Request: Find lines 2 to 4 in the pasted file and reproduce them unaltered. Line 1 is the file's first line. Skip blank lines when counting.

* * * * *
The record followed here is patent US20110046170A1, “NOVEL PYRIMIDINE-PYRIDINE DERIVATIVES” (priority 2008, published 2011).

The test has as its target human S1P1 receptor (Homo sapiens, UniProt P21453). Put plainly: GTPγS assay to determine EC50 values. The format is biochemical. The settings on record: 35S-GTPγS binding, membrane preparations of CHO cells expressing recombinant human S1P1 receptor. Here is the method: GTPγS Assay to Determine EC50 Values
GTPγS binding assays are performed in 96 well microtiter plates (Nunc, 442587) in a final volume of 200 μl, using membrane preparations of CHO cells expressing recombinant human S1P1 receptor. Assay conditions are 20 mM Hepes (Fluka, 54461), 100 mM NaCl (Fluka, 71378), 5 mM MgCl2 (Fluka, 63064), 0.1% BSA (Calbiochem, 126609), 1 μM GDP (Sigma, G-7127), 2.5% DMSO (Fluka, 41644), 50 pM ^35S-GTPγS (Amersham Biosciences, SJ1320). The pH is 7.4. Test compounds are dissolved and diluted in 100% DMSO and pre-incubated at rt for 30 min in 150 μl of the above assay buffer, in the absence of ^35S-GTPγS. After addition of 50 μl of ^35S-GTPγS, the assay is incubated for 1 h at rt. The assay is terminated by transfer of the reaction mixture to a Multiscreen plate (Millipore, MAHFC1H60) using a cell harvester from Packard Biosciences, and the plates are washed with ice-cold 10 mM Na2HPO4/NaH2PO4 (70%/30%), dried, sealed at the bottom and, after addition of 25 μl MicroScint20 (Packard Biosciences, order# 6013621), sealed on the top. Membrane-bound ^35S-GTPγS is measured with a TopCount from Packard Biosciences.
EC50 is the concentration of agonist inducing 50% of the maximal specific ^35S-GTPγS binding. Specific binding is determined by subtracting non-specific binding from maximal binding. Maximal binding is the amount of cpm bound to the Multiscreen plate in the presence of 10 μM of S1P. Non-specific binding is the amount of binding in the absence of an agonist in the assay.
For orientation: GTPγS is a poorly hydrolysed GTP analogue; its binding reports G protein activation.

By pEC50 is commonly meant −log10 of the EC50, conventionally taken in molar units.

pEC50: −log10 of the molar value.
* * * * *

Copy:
The test has as its target human S1P1 receptor (Homo sapiens, UniProt P21453). Put plainly: GTPγS assay to determine EC50 values. The format is biochemical. The settings on record: 35S-GTPγS binding, membrane preparations of CHO cells expressing recombinant human S1P1 receptor. Here is the method: GTPγS Assay to Determine EC50 Values
GTPγS binding assays are performed in 96 well microtiter plates (Nunc, 442587) in a final volume of 200 μl, using membrane preparations of CHO cells expressing recombinant human S1P1 receptor. Assay conditions are 20 mM Hepes (Fluka, 54461), 100 mM NaCl (Fluka, 71378), 5 mM MgCl2 (Fluka, 63064), 0.1% BSA (Calbiochem, 126609), 1 μM GDP (Sigma, G-7127), 2.5% DMSO (Fluka, 41644), 50 pM ^35S-GTPγS (Amersham Biosciences, SJ1320). The pH is 7.4. Test compounds are dissolved and diluted in 100% DMSO and pre-incubated at rt for 30 min in 150 μl of the above assay buffer, in the absence of ^35S-GTPγS. After addition of 50 μl of ^35S-GTPγS, the assay is incubated for 1 h at rt. The assay is terminated by transfer of the reaction mixture to a Multiscreen plate (Millipore, MAHFC1H60) using a cell harvester from Packard Biosciences, and the plates are washed with ice-cold 10 mM Na2HPO4/NaH2PO4 (70%/30%), dried, sealed at the bottom and, after addition of 25 μl MicroScint20 (Packard Biosciences, order# 6013621), sealed on the top. Membrane-bound ^35S-GTPγS is measured with a TopCount from Packard Biosciences.
EC50 is the concentration of agonist inducing 50% of the maximal specific ^35S-GTPγS binding. Specific binding is determined by subtracting non-specific binding from maximal binding. Maximal binding is the amount of cpm bound to the Multiscreen plate in the presence of 10 μM of S1P. Non-specific binding is the amount of binding in the absence of an agonist in the assay.